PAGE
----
According to a study in American Society for Microbiology, gym clothes with polyester material are especially prone to bad odors, so those garments require a particularly strong cycle.
Ultimately, your best bet is to check the label and follow instructions for each specific article of clothing, as requirements might vary based on the material.
Should I Put My Workout Clothes in the Dryer?
Gym clothes that are prone to shrinking or are very delicate and can be stretched out easily should not go in the dryer. "You might want to avoid the dryer for bras, because they may become damaged and are likely to wear out more quickly," says Landa.
Depending on the material, leggings might also pose complications. "Workout clothes with spandex are likely to wear out more quickly and spandex can lose its elasticity more quickly with regular dryer use due to the high heat," she explains.
In lieu of dryers, it's best to hang dry your gym clothes on a rack. While anything bedazzled should one hundred percent be dried naturally, using a low heat setting in the dry for your regular workout clothes won't wreak too much havoc.
"It’s important to go low heat to avoid it breaking down the materials. This will help make sure your gear lasts you a long time," says Dunlop.
When Should I Toss My Gym Clothes?
The truth? This one is hard to determine, so use your best judgement. While there is no set date and everything depends on your individual usage, personal trainer Katie Dunlop recommends the following benchmarks:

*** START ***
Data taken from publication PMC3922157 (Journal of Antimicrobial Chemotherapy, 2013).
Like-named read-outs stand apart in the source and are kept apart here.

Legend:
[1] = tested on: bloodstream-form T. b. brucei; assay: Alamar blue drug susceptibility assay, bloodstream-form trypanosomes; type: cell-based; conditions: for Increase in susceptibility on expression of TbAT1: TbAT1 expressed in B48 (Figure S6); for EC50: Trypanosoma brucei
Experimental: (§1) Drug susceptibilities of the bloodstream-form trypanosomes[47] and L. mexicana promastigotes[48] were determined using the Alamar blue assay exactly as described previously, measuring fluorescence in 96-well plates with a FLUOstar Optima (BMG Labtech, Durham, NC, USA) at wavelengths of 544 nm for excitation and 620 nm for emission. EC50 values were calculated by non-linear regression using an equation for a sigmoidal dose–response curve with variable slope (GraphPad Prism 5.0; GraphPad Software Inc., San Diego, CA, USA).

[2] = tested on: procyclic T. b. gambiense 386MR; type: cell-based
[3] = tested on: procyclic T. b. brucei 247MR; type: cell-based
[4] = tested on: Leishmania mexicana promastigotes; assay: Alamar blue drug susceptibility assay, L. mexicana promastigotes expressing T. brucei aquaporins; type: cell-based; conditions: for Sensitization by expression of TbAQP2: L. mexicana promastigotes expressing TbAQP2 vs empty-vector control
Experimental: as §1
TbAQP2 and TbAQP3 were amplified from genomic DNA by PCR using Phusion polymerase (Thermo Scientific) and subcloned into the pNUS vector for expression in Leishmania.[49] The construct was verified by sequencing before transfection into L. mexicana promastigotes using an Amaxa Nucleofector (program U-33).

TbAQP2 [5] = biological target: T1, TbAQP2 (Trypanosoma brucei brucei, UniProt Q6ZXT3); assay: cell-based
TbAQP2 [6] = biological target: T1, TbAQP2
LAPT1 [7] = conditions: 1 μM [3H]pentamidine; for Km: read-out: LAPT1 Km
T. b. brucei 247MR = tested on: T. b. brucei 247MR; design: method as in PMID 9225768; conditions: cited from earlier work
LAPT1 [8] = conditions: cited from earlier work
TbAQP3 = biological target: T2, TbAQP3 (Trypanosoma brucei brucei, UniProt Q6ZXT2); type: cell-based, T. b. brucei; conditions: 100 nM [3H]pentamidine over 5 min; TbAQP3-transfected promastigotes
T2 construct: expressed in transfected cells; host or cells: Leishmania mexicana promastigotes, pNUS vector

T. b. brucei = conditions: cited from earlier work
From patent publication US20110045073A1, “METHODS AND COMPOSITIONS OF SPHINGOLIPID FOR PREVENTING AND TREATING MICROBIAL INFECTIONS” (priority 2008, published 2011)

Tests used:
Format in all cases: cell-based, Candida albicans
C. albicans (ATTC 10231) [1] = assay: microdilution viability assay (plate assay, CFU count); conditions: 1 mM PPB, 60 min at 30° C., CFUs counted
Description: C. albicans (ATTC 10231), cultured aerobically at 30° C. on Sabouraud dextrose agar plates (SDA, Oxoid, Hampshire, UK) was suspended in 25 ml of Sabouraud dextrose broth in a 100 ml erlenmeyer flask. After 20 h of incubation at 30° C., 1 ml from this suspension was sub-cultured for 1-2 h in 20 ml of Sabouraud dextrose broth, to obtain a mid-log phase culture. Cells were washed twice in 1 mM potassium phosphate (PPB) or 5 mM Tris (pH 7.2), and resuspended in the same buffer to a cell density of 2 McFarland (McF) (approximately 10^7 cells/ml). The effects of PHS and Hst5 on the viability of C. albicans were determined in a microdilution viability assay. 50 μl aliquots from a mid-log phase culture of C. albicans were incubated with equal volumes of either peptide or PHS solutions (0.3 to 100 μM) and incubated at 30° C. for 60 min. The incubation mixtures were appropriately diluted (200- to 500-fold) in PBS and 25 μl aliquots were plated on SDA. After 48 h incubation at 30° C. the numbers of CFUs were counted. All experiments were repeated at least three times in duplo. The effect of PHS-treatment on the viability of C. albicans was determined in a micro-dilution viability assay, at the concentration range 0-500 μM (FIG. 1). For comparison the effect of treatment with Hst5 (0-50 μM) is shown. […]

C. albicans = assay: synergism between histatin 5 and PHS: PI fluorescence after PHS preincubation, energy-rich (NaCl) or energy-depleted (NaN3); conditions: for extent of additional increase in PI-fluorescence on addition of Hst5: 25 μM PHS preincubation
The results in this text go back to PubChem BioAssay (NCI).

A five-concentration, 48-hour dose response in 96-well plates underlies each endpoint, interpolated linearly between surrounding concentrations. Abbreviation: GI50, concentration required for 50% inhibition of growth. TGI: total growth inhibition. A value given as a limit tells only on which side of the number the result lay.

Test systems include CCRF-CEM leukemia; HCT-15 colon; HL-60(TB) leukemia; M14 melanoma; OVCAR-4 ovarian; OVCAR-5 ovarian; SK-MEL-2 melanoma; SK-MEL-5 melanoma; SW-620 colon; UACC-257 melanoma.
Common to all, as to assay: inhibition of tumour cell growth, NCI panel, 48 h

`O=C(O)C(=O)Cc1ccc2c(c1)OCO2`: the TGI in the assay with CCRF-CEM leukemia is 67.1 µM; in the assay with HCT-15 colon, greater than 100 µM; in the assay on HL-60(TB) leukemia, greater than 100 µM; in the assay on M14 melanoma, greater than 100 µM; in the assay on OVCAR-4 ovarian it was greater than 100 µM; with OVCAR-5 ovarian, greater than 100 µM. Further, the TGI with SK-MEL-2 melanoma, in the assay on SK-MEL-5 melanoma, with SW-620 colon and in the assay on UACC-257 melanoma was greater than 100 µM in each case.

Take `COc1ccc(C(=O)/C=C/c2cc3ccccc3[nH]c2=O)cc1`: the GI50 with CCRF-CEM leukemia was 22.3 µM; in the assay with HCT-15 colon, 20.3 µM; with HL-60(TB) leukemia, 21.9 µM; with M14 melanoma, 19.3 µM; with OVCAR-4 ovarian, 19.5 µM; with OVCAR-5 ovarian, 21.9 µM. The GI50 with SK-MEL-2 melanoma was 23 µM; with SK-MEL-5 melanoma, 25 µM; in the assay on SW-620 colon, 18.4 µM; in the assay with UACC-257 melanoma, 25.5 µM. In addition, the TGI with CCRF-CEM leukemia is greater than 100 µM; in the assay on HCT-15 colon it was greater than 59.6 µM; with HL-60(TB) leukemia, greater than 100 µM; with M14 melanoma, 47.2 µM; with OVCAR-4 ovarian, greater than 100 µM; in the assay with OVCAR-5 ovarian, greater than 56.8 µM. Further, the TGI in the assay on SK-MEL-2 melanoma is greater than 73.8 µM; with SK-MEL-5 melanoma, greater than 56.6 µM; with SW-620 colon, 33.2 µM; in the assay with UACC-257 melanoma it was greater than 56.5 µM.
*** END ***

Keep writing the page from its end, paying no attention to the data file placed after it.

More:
- socks: every three to four months
- sports bras: every four to six months
- leggings: every six to 12 months
- tops: every year
- shoes: every six months (if you are running regularly)
A good indicator of whether it's time to toss an item is also how it smells. If post-wash, the stench is not gone, it might be time to buy some new gym clothing, says New York gynecologist Brodman.
One caveat — before hurrying to toss the clothes themselves, check your washing machine for any fungus or mold. "I once had an old washing machine in my former home. When I looked at the washing machine more closely, I found it had a lot of fungus and mold on the inside drum, the area that spins the clothes," Brodman explains. Once the issue was addressed, the gym clothes' smell also went away.
Does My Sweat Affect the Longevity of Gym Clothes?
According to a study in the Journal of The American Academy of Dermatology, those with excessive sweating conditions are more likely to develop skin irritations and infections.
"Sweating increases the chance that the bacteria and fungus will accumulate and work their way into the fibers and it is washing that will remove them from the clothing and will thus prevent odor," says Brodman.
"If you don't wash your gym clothes on a regular basis, there's a greater chance that the bacteria and fungus will get into the fibers and the accompanying odor will not come out with washing," she explains.
Your mission? Go out there, conquer that sweat session, then take care of the items that are helping you reach all your fitness goals.